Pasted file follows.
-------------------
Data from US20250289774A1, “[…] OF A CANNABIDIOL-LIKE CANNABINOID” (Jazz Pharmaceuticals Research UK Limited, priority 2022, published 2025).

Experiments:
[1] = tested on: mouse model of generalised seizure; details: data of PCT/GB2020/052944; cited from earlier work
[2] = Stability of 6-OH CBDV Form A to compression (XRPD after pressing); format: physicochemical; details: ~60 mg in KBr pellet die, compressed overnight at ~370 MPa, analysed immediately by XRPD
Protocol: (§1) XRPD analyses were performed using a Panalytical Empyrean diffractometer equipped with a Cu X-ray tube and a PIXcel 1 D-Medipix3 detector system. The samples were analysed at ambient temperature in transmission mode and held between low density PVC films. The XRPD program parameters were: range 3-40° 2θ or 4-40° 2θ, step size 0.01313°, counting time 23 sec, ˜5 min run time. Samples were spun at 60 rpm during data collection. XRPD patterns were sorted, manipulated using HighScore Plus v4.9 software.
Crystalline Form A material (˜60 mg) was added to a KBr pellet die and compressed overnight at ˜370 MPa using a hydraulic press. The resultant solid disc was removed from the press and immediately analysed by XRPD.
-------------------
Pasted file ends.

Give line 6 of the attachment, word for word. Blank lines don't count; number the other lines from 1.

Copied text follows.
Crystalline Form A material (˜60 mg) was added to a KBr pellet die and compressed overnight at ˜370 MPa using a hydraulic press. The resultant solid disc was removed from the press and immediately analysed by XRPD.